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Improving Pricing Performance with Price Curve Optimization 

Israel Rodrigo< Israel Rodrigo July 19, 2023

In this article by Business Consultant, Israel Rodrigo, discover the importance of volume curves and how you can optimize them for your business needs.

In my prior article on volume discounts, we illustrated the ways companies can architect their commercial strategies, so they can incentivize customers’ buying behaviors.  

Many companies spend most of their time and effort in the planning stage, discussing and designing pricing strategy. Often, less is done around the actual pricing execution and effective price realization. The most adaptive pricing organizations, will spend most of their time on techniques that quantify the value against next alternative options.  

There are many ways to deliver value by designing pricing mechanisms (subscriptions, monetization of cheap equipment vs their more expensive consumables, freemium, etc) but these mechanisms only work if they are supported with advanced segmentation based on customer behavior and a dynamic pricing execution framework.  

In order to capture value at scale, organizations need a robust pricing execution framework that couples pricing discipline governance with advanced technological capabilities.The same concept applies to volume discount commercial policies.  

What are Price Volume Curves? 

Volume-based discount curves, or tiered-pricing policies, were developed to optimize sales and margin opportunities, balancing price realization and risk between the buyer and the seller.  

The idea is simple: if a customer buys more volume, we can discount the product or services further and incentivize the purchase of more units.  

Your company likely has a standard set of price curves with “volume breaks or tiers” which may have some resemblance to the image below.

Pricing Volume Curves Explain the Price Variation Due to Volume
Pricing volume curves explain the price variation due to volume

What is the Goal of Policy Optimization?  

The goal of policy optimization is to support and improve target pricing in environments where certain pricing policies play a critical role. These situations are typically centered around volume pricing – by quantity annual volume commitment, or customer size – SKU premiums, or attribute pricing. Price volume discount curves are an example of policy optimization.  

Conceptually, by properly utilizing and monitoring volume curves, businesses with an array of product lines and customer buying levels, can optimize their pricing to better fit their situation.  

The Challenges of Price Curve Optimization 

Lacking well-defined volume pricing policies 

Many high-tech companies lack well-defined volume pricing policies, leaving volume discounts at the discretion of sales. These policies are often poorly defined and infrequently reviewed, leading to a dangerous discounting death spiral. Relying solely on historical sales transactions for policy formulation can perpetuate past discounting mistakes into the future. This may result in sales staff being driven by conflicting incentives, offering high discounts or gravitating towards lower-priced products due to a lack of market/product knowledge. To avoid this, pricers should consider historical sales data as one input, while keeping the option to adjust or auto-generate policies through price curve optimization based on actual or desired outcomes.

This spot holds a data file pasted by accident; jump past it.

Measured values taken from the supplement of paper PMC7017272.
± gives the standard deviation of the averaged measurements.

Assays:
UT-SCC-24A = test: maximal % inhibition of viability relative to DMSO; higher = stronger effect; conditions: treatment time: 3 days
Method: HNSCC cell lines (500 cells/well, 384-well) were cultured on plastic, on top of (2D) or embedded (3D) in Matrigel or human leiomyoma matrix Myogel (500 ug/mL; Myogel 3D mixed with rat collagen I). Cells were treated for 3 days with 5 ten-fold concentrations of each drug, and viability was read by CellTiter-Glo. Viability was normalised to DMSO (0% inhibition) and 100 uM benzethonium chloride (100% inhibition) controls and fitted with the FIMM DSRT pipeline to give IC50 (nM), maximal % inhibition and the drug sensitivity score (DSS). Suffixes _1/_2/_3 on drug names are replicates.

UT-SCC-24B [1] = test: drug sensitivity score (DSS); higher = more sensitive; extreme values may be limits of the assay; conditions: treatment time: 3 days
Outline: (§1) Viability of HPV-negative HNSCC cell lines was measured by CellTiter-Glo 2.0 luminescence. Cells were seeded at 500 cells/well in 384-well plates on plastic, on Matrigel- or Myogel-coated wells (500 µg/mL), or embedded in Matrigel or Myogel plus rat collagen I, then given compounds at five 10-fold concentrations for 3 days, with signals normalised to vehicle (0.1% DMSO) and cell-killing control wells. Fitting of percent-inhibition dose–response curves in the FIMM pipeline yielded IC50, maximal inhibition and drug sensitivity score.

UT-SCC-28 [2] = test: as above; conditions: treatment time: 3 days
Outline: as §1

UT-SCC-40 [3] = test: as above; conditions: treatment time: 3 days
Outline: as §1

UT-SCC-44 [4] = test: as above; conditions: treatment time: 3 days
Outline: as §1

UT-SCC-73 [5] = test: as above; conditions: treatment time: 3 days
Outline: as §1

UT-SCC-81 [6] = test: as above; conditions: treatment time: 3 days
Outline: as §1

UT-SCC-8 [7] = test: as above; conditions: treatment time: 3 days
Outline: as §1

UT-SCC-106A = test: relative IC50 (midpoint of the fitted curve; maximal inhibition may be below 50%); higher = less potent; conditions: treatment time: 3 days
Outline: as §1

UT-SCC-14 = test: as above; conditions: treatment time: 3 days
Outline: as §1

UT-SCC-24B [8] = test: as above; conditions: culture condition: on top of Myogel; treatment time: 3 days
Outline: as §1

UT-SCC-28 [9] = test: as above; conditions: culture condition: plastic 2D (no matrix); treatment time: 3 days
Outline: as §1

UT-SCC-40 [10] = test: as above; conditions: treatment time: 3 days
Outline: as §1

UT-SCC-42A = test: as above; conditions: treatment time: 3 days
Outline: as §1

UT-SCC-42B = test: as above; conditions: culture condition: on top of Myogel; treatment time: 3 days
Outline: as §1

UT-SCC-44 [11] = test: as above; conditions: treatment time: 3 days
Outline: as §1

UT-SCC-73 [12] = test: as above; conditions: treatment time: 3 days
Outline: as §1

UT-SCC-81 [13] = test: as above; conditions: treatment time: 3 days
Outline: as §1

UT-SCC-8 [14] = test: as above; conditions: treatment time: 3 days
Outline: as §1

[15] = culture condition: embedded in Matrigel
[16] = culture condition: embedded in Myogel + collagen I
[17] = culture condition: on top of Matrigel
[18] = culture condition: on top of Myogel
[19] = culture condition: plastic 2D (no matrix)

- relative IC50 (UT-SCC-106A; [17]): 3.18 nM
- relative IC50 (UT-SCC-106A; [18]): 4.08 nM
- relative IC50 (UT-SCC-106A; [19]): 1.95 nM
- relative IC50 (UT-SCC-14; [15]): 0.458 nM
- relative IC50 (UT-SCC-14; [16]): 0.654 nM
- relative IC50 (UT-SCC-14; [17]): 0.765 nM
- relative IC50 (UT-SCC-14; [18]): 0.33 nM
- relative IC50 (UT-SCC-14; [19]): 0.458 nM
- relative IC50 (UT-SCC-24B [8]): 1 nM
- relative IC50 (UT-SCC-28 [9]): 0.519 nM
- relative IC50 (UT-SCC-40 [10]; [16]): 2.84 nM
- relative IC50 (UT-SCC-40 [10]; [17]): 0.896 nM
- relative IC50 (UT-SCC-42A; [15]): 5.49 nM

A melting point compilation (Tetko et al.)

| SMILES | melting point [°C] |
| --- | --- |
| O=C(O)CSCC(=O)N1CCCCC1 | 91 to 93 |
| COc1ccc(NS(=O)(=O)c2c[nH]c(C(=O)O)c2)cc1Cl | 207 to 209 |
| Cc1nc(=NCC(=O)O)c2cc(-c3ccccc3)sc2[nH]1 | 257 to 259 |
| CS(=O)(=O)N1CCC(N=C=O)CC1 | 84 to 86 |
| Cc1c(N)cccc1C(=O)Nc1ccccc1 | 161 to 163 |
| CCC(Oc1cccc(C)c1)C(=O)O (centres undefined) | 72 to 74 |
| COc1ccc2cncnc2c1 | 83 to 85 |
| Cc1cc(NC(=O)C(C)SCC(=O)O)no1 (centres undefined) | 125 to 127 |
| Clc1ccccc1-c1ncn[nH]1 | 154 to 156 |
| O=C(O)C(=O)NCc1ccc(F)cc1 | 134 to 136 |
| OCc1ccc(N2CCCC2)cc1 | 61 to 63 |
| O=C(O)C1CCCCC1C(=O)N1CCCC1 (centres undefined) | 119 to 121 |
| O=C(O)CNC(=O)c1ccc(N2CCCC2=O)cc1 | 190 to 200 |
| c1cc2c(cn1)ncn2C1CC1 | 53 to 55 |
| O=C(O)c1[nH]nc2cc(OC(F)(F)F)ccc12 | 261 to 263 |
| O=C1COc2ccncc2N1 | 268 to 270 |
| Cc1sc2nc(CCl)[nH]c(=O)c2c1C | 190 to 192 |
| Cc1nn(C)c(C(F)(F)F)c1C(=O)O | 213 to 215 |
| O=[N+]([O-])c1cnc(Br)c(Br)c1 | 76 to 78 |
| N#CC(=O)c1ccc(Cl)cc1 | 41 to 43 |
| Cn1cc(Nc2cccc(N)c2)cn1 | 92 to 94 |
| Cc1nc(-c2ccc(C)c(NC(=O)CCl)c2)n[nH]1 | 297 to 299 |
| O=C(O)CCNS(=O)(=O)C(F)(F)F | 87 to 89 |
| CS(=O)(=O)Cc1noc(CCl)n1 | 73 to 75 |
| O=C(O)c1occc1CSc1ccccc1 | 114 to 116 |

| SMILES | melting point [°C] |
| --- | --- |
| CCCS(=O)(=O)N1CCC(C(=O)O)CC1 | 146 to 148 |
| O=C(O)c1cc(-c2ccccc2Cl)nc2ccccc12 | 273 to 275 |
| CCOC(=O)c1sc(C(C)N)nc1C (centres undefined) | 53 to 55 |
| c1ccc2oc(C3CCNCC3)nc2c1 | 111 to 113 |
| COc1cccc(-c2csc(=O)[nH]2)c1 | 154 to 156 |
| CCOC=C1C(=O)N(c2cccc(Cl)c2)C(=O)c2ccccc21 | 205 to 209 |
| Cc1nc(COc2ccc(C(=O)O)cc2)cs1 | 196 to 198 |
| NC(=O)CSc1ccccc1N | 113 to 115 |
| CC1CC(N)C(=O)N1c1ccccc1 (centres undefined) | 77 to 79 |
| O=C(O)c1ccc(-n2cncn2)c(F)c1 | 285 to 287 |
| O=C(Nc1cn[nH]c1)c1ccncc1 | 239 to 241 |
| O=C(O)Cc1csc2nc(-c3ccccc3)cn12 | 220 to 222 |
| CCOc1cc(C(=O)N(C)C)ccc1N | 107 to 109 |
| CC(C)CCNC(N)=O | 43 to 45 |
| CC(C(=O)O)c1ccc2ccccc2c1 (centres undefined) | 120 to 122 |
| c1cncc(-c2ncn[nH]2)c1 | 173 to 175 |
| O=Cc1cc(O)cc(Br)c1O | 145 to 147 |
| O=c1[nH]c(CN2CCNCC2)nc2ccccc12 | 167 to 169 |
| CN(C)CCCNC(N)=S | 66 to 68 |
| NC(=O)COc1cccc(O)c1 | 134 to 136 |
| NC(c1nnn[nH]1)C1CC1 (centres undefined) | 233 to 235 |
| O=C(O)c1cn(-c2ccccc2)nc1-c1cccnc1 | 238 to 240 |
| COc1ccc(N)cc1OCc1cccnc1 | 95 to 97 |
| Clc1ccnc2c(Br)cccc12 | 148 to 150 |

Segmentation has its limits 

Segmentation in estimating volume pricing behavior has its limitations. Bad historical behavior tends to repeat itself, hindering accurate predictions. Additionally, segmentation size can become unmanageable, leading to inefficiencies. Volume tiers may also fail to extrapolate accurately when deal order sizes deviate from past patterns. 

How Can Manufacturers and Distributors Make Volume-Discount Pricing Improvements? 

While some companies have well-defined volume price/discount curves and policies in place, others have crudely defined and infrequently reviewed policies​. Improvements can be made by adopting a Smart Pricing approach that combines data-based segmentation and pricing optimization. 

This approach will help you create meaningful pricing guidance for sales teams, ultimately adding revenue to your bottom line.  

Margins increase when volume discounts are not considered in the negotiation process. Negotiated discounts have a more implicit customer willingness to pay for your products whereas a volume-based discount aims to incentivize purchasing patterns and larger quantity orders. 

Price Curve Optimization Elements
Price Variation of Micro-Controllers

The figure above shows that customers’ willingness to pay for the same product varies, irrespective of the order size.  

To achieve this result, we isolate the impact of volume discounting from the segmentation and price optimization model before integrating them into CPQ or CRM systems.  

By breaking down tiered discounts and customer willingness to pay separately, we can customize commercial policies effectively and maximize value capture. 

Understanding Volume Discounts and Their Impact on Segmentation 

Negotiated Discount = Total Discount - Volume Discount

Negotiated Discount = Total Discount – Volume Discount 

Understanding your volume discount and its impact on segmentation is vital for long-term success. By isolating the volume-defined discount element from the total discount, segmentation based on Willingness-to-Pay can be established using the negotiated discount element: 

Total Discount = Policy Discount + Negotiated Discount  

This approach involves considering two categories, with sales focusing their discounting efforts on the negotiated discounts. In the example below, we are normalizing the total discount for the volume-related discount effect. This allows us to accurately measure and assess customer willingness to pay once the volume discount dependency is eliminated. 

normalized prices after removing the impact of volume
Normalized prices after removing the impact of volume

Ignoring volume effects with discounts and margin leads to an invalid comparison of offered discounts. It is apples to oranges. Considering volume effects from the beginning results in improved segmentation, leading to better pricing guidance. This, in turn, translates to increased sales opportunities and higher profit margins. 

How Technology Supports and Optimizes Volume-Based Discounting Policies 

Volume curve optimization plays a crucial role in pricing and require separate management for consistency and pricing clarity. 

The volume curve policy serves as the foundation for an intelligent decision support system, empowering users to apply more realistic negotiated discounts. It’s essential to distinguish between the list price at volume (driven by policy) and the negotiated discount.